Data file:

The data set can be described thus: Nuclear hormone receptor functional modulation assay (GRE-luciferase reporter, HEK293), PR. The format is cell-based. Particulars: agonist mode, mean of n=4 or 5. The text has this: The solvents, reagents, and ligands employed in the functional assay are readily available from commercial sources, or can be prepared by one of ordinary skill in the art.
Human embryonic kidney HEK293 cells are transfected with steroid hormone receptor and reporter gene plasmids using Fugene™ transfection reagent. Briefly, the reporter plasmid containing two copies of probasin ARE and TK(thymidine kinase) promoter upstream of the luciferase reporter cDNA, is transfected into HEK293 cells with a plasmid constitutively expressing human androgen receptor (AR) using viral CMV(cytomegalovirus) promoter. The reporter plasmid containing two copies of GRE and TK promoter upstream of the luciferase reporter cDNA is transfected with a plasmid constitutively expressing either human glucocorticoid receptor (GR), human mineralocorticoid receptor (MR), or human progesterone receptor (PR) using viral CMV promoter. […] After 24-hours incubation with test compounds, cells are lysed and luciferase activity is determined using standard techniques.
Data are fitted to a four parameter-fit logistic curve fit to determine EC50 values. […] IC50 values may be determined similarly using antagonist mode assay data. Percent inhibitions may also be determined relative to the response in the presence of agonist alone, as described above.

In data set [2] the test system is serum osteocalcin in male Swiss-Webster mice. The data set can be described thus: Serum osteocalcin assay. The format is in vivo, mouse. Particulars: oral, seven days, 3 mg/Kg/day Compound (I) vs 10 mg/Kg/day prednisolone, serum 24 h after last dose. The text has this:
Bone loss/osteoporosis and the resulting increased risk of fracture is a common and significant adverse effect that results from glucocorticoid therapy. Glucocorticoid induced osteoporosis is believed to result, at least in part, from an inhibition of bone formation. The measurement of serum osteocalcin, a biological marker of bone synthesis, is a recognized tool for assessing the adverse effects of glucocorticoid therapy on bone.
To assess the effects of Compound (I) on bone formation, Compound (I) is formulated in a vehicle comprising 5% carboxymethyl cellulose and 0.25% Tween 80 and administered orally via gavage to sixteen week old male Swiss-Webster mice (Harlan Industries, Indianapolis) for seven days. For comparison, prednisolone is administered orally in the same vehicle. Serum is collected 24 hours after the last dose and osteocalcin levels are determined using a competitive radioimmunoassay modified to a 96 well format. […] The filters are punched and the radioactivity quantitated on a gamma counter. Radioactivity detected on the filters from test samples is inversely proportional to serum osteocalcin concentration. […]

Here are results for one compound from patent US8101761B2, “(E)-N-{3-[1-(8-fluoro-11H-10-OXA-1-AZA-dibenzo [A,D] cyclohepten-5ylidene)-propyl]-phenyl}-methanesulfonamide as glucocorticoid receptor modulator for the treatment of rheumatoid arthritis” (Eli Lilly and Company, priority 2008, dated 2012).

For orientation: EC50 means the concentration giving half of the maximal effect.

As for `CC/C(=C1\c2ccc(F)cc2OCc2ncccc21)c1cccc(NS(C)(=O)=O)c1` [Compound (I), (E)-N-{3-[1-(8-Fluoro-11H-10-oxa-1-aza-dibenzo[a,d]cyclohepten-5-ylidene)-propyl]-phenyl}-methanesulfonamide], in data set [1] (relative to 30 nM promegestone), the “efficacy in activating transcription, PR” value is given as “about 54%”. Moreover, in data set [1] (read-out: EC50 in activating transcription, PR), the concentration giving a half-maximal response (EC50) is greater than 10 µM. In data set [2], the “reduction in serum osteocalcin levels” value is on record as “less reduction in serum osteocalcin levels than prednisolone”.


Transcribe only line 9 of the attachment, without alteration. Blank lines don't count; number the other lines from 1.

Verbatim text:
As for `CC/C(=C1\c2ccc(F)cc2OCc2ncccc21)c1cccc(NS(C)(=O)=O)c1` [Compound (I), (E)-N-{3-[1-(8-Fluoro-11H-10-oxa-1-aza-dibenzo[a,d]cyclohepten-5-ylidene)-propyl]-phenyl}-methanesulfonamide], in data set [1] (relative to 30 nM promegestone), the “efficacy in activating transcription, PR” value is given as “about 54%”. Moreover, in data set [1] (read-out: EC50 in activating transcription, PR), the concentration giving a half-maximal response (EC50) is greater than 10 µM. In data set [2], the “reduction in serum osteocalcin levels” value is on record as “less reduction in serum osteocalcin levels than prednisolone”.